Most companies seek to improve their culture by developing a ‘management system’ that is custom designed for their business. Your role is to provide stability and consistency across multiple locations and make improvements to your processes and results year over year. And obviously we can’t forget the financial improvements that must be reached.
Wikipedia describes it this way:
The term business operating system (BOS) refers to standard, enterprise-wide collection of business processes used in many diversified industrial companies. The definition has also been extended to include the common structure, principles and practices necessary to drive the organization.
Diversified industrial companies like Ingersoll Rand, Honeywell, and Danaher have adopted a standard, common collection of business processes and/or business process improvement methodologies which they use to manage strategy development and execution. In the case of Danaher, the business system is a core part of the company’s culture, is seen as one of the key drivers of corporate performance, and is therefore a differentiator for shareholders and prospective employees.
The objectives of such systems are to ensure daily work is focused on the organisation’s strategic objectives and is done in the most efficient way. The systems deal with the questions “why” (purpose of the work), “what” (specific objectives of the work) and “how” (the processes used to do the work). The Toyota Production System is focused on both how to make cars, and how to improve the way cars are made. A third objective can also be added, which is to improve the business system itself by identifying or improving the component tools and techniques.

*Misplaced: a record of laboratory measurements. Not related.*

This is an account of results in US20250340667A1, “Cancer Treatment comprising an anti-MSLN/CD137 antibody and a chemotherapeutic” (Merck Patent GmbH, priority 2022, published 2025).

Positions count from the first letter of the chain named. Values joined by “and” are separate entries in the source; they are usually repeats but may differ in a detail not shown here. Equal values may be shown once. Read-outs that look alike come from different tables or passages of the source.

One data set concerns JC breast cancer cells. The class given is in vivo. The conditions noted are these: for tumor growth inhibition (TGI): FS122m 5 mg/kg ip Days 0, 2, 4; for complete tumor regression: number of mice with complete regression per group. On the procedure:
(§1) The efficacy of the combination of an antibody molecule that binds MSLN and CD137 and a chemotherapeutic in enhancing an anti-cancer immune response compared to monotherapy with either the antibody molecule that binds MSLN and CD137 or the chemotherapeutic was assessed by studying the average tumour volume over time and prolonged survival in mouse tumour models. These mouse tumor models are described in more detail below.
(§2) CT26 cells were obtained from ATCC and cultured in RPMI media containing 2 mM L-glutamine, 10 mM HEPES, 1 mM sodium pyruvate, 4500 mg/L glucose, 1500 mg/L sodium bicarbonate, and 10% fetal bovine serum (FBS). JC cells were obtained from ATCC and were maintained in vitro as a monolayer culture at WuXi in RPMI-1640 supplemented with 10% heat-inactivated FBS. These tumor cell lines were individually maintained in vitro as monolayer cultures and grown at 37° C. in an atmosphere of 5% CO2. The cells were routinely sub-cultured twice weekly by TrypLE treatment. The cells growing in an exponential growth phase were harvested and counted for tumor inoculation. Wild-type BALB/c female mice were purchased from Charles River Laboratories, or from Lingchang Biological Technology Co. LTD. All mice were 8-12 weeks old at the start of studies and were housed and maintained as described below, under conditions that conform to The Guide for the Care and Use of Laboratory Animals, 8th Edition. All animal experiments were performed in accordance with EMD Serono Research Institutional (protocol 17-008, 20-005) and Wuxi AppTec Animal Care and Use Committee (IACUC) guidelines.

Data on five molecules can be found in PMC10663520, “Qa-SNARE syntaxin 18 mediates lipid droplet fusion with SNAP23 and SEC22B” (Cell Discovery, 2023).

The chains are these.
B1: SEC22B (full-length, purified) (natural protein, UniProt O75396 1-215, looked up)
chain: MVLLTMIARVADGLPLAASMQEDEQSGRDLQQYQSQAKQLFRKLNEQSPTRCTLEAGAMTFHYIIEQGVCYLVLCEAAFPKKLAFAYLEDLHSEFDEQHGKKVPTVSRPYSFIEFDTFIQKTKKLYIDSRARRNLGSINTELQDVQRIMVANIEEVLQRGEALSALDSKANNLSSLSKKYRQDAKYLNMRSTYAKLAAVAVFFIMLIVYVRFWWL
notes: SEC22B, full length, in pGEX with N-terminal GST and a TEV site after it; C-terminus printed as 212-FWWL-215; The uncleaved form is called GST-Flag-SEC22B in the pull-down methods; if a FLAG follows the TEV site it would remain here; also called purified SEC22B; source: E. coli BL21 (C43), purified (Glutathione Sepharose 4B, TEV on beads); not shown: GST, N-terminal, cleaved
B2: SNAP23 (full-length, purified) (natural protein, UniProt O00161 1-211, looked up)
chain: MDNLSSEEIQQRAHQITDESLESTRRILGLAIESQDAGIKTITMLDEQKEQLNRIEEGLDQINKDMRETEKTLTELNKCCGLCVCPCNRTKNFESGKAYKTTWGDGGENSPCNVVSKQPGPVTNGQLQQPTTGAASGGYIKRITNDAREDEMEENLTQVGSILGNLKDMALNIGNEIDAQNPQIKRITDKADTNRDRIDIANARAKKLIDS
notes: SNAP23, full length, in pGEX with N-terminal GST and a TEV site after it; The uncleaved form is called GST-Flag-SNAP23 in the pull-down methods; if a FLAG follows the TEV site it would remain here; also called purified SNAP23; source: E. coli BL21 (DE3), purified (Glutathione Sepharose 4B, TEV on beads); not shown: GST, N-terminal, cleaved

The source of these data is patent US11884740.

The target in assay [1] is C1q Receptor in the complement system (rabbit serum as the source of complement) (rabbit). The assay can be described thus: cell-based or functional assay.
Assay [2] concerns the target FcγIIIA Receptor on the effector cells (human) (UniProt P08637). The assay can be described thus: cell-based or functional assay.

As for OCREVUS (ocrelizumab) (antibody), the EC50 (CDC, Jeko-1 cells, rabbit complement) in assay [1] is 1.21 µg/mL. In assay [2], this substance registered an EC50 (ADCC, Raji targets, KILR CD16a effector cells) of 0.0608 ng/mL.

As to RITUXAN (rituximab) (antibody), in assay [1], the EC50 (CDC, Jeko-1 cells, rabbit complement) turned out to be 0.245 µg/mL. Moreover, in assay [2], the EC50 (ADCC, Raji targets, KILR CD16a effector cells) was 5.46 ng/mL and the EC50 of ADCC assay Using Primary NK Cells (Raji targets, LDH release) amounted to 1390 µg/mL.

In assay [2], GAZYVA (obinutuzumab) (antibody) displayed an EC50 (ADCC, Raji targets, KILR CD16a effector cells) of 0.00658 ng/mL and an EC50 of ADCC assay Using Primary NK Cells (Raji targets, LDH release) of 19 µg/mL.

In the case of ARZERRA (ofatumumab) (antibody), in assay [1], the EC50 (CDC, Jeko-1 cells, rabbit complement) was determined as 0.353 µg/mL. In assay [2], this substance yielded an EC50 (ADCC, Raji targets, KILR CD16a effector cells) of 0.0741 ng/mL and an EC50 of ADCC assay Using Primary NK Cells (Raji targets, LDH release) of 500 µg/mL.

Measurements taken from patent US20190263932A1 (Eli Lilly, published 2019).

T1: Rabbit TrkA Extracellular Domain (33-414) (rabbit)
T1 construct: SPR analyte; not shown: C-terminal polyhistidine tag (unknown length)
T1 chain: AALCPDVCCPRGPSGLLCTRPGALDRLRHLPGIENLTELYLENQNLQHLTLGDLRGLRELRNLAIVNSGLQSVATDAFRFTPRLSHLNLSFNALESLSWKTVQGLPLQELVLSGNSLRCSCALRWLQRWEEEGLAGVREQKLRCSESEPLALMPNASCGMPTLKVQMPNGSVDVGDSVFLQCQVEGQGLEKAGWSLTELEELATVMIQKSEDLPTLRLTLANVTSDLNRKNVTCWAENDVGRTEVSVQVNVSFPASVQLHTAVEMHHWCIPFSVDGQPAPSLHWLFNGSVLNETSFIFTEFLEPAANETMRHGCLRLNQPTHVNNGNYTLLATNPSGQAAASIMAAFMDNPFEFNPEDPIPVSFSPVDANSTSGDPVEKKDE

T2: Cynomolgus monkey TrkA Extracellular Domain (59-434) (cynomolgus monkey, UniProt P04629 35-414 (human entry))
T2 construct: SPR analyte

(4) Components to Deploy Lean & Build Your Operating System
Simple. The objective is to design a simple, visual, standardized approach for reducing waste & variation so that processes are stable and results are predictable. New employees are to be trained in the new operating system and the day to day expectations are understood. When traveling to multiple corporate locations there is common terminology, common metrics, common problem solving tools, all sustained by this scalable operating system.
At tgg we can help you build and customize a playbook for your organization. Here are some typical areas that need to be defined:
Enterprise alignment. Tools are needed to ensure alignment to corporate objectives
- Common terminology. There must be common vernacular that is built around how the operating system functions
- Common metrics. Standard operational definitions, specific methods on how metrics are calculated need to be defined.
Develop scientists. Tools are needed to ensure alignment to corporate objectives
- Roles & responsibilities. Roles need to be standardized across the organization. Training programs. There must be a consistent way to train managers, champions, and employees at all levels
Process confirmation audits. Once standard work is implemented, it must be audited. These random audits ensure process focus.
Continuous financial results. Opportunities must be scaled to manageable complexity, prioritized by benefit and effort, and verified by the financial community prior to securing resources.
We call these ‘plays’ and we have developed an approach to assess and build these for our clients. Our playbook comes in a spiral notebook and after understanding your needs, we begin to insert existing standard work for processes that are under control, and begin determining what new plays to put in place to close gaps in other areas.